So much has changed since my last “About Me”, which was for my 100th post. It is true what they say it is not the destination that matters, but the journey and I know that now to be true.
I have two vivid memories about food and the beginning of my fascination. The first was when I was around 11 or 12 and flipping through the channels; I came across a perky blond women with long red nails making cookies. There was something mesmerizing about watching her make bake and “incorporate” the ingredients. When my next birthday had come about… all I wanted was the Mrs. Field’s Cookie Cookbook, which I still have today and peruse from time to time. The second is the first time I had seen a pie being made, which was at my Aunt Jeanie’s house for Thanksgiving. My mom used to call her “Martha Stewart”… Watching her lay the pie crust in the dish and fill it was apples was amazing. I knew that this was something that I needed to learn and the next year for Thanksgiving, I went to her house ahead of time to help her make pies! I consider these two points the start of relationship with food.
When I started this blog in 2008, I was a bit lost. I had been living in Bulgaria for less than two years and couldn’t find my place. After leaving New York, I was determined to break into the American-Bulgaria film industry when I arrived, and I did. I managed to become a producer’s assistant to an Israeli producer, but my skill set was far above my title and salary for that matter, but what was important was getting my foot in the door. I was working at something I loved, at least I thought I did. After a few movies, my boss and I found a symbiotic working relationship. It was tumultuous, but it effective. I was looking for some recognition for the work that I was doing and I laid out for him where I hoped to be and he flat out told me NO. So in 2010, I left!
The idea that I had been toying around with was going to the Culinary Institute of America (CIA).
It was gnawing at me… I considered it the next step in my eating, gardening and living plan, but how to make it work. First of all, the school awarded grants and provided other assistance and flexibility, which made things a bit more feasible. The hardest part was choosing to leave my family. The first year of the program is 30 weeks, two 15 week cycles. My husband didn’t want to pull our kids out of school mid-year and he couldn’t take a leave from his job, so I made some tough decision. On December 31, 2010, I left on a plane to New York to start as a freshman at the CIA
. The idea was that the family would come for two weeks during Easter break and then as soon as school ended spend the summer in New York, while I finish up my first year. It was rough being away from my kids, but I knew it would be worth it in the long run. I felt that if I was in a good place in my life, I could be a better mother to my children and I still feel that this is true today.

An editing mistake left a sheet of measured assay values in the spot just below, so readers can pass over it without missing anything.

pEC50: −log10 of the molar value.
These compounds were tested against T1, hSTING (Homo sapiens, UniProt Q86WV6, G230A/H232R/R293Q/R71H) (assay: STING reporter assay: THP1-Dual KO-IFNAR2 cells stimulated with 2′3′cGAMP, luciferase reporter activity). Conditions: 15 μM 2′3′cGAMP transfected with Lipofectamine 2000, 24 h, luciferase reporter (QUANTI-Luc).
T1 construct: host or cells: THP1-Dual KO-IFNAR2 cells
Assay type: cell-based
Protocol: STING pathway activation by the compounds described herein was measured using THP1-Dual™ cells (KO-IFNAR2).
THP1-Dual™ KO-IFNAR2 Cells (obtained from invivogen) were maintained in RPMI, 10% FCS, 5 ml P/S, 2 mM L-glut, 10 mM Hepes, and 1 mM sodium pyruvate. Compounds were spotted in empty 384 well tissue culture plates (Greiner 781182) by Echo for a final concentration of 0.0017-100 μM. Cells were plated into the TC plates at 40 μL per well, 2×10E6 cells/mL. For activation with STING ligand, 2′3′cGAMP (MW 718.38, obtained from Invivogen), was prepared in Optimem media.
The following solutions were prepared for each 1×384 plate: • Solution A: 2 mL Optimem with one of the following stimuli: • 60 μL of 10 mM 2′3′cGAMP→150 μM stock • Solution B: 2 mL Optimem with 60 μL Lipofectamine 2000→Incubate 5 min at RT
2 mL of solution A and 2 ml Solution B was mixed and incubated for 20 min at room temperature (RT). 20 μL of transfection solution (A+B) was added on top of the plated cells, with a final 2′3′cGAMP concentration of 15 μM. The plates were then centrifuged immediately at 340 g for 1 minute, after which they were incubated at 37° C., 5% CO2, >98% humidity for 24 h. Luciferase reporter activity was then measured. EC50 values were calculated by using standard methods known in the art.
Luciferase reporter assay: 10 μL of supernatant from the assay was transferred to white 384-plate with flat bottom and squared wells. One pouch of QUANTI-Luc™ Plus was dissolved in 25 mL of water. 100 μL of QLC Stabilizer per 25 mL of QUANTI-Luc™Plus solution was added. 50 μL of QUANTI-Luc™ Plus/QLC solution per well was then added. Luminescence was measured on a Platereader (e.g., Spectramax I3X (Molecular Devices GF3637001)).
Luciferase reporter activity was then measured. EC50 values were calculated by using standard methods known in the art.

The first year was intense. Because of the sacrifice I was making, I didn’t mess around. I wanted to maximize my experience and learn everything I could. I became involved in Slow Food on Campus
and was actively organizing events and working with the group. I was acing my classes, garnering some of the top grades and doing extra work after class to make sure I was at my best. At home, I would sit with five pounds of potatoes to practice my knife skills, which paid off, since I was the only one in my Skills 1 class to get 100 from Chef Joe DiPerri
… for those familiar with him… he is a hard ass and will not hesitate to call you a “Shoemaker”.
On the weekends, I would go into New York City to stage at Michelin stared restaurants to gain professional experience and a better understanding of what it means and what is necessary to be world class Chef. I traveled to Washington DC to work a charity dinner event with a hero of mine Alice Waters, whom I had a chance to work with, along with others from her Chez Panisse team.
I met another personal hero of mine Thomas Keller walking through the back corridor of Per Se (✶✶✶), when I forgot my knife kit in the kitchen the night before. I also got to work at my dream restaurant, Blue Hill at Stone Barns twice and have a private tour and tasting, which was unbelievable. I even got to chat with Dan Barber, whose TED videos are legendary.
I could go on about who I met, places I’ve worked, food I’ve eaten and wine I’ve drank, but the important lesson is what all of these experiences taught me and that it I don’t want to work in a professional kitchen. The lifestyle of a chef in these high-end restaurants was not for me as a then mother of two. My level of culinary understanding has grown exponentially. I realize that while a restaurant could be in my future, my next course of action is making the ingredients that make great food. Everything I have done and all experiences brought me back to the basics, to the elements of food and that is the soil.
The family and I moved back to Bulgaria in September 2011, we took our time in the US to re-evaluate our life goals, get pregnant and have another baby; Gabriel was born in May 2012, and ultimately decided that we were going to be farmers. We currently have 4.2 ha of land that we are developing for orchards, perennial vegetables and herbs… for now. Things are growing and evolving everyday. Our love of food lead us to where we are and will be in the future.
My new role in life is that of a writer, farmer and chef and I look forward to everyday pursuing these goals with the best partner anyone could wish for. The wheels are constantly turning and I look forward to sharing the rest of our journey for my 300th post!
Please feel free to email me at email@example.com
if you have any questions, comments or suggestions.